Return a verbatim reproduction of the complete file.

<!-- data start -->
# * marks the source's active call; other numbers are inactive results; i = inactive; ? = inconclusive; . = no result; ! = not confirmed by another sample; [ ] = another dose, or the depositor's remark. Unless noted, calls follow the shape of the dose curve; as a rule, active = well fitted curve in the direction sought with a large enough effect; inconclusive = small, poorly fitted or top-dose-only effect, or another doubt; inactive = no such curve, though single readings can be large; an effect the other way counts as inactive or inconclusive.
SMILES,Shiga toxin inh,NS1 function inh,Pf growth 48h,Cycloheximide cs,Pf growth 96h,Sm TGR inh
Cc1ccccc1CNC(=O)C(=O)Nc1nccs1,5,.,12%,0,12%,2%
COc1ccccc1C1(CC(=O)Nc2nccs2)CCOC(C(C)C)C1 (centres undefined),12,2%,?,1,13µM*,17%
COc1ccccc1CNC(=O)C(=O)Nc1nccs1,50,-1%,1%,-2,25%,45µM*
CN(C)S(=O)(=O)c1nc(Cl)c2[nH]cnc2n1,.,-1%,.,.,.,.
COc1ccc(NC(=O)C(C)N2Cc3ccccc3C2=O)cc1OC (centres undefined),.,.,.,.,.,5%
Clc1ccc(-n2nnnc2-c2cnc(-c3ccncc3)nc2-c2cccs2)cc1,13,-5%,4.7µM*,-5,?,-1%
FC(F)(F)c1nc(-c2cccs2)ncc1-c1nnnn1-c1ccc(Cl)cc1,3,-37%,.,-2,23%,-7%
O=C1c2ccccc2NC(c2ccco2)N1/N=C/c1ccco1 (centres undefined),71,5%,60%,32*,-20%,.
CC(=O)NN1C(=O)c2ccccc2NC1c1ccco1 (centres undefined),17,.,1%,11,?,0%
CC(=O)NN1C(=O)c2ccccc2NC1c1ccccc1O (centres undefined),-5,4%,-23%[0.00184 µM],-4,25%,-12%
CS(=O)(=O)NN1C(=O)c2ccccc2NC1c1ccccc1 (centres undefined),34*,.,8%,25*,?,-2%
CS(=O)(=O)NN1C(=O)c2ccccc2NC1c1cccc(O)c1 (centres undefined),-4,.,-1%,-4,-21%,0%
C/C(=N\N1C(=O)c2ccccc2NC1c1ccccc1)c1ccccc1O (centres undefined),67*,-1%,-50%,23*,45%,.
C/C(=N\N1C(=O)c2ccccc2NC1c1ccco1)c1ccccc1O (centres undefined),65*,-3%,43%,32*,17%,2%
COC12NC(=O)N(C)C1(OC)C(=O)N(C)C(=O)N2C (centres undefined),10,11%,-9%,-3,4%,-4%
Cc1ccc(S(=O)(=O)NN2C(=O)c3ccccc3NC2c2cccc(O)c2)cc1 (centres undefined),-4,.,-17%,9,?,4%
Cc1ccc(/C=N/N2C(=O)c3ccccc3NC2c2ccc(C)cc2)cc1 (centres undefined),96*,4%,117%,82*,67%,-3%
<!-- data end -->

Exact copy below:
# * marks the source's active call; other numbers are inactive results; i = inactive; ? = inconclusive; . = no result; ! = not confirmed by another sample; [ ] = another dose, or the depositor's remark. Unless noted, calls follow the shape of the dose curve; as a rule, active = well fitted curve in the direction sought with a large enough effect; inconclusive = small, poorly fitted or top-dose-only effect, or another doubt; inactive = no such curve, though single readings can be large; an effect the other way counts as inactive or inconclusive.
SMILES,Shiga toxin inh,NS1 function inh,Pf growth 48h,Cycloheximide cs,Pf growth 96h,Sm TGR inh
Cc1ccccc1CNC(=O)C(=O)Nc1nccs1,5,.,12%,0,12%,2%
COc1ccccc1C1(CC(=O)Nc2nccs2)CCOC(C(C)C)C1 (centres undefined),12,2%,?,1,13µM*,17%
COc1ccccc1CNC(=O)C(=O)Nc1nccs1,50,-1%,1%,-2,25%,45µM*
CN(C)S(=O)(=O)c1nc(Cl)c2[nH]cnc2n1,.,-1%,.,.,.,.
COc1ccc(NC(=O)C(C)N2Cc3ccccc3C2=O)cc1OC (centres undefined),.,.,.,.,.,5%
Clc1ccc(-n2nnnc2-c2cnc(-c3ccncc3)nc2-c2cccs2)cc1,13,-5%,4.7µM*,-5,?,-1%
FC(F)(F)c1nc(-c2cccs2)ncc1-c1nnnn1-c1ccc(Cl)cc1,3,-37%,.,-2,23%,-7%
O=C1c2ccccc2NC(c2ccco2)N1/N=C/c1ccco1 (centres undefined),71,5%,60%,32*,-20%,.
CC(=O)NN1C(=O)c2ccccc2NC1c1ccco1 (centres undefined),17,.,1%,11,?,0%
CC(=O)NN1C(=O)c2ccccc2NC1c1ccccc1O (centres undefined),-5,4%,-23%[0.00184 µM],-4,25%,-12%
CS(=O)(=O)NN1C(=O)c2ccccc2NC1c1ccccc1 (centres undefined),34*,.,8%,25*,?,-2%
CS(=O)(=O)NN1C(=O)c2ccccc2NC1c1cccc(O)c1 (centres undefined),-4,.,-1%,-4,-21%,0%
C/C(=N\N1C(=O)c2ccccc2NC1c1ccccc1)c1ccccc1O (centres undefined),67*,-1%,-50%,23*,45%,.
C/C(=N\N1C(=O)c2ccccc2NC1c1ccco1)c1ccccc1O (centres undefined),65*,-3%,43%,32*,17%,2%
COC12NC(=O)N(C)C1(OC)C(=O)N(C)C(=O)N2C (centres undefined),10,11%,-9%,-3,4%,-4%
Cc1ccc(S(=O)(=O)NN2C(=O)c3ccccc3NC2c2cccc(O)c2)cc1 (centres undefined),-4,.,-17%,9,?,4%
Cc1ccc(/C=N/N2C(=O)c3ccccc3NC2c2ccc(C)cc2)cc1 (centres undefined),96*,4%,117%,82*,67%,-3%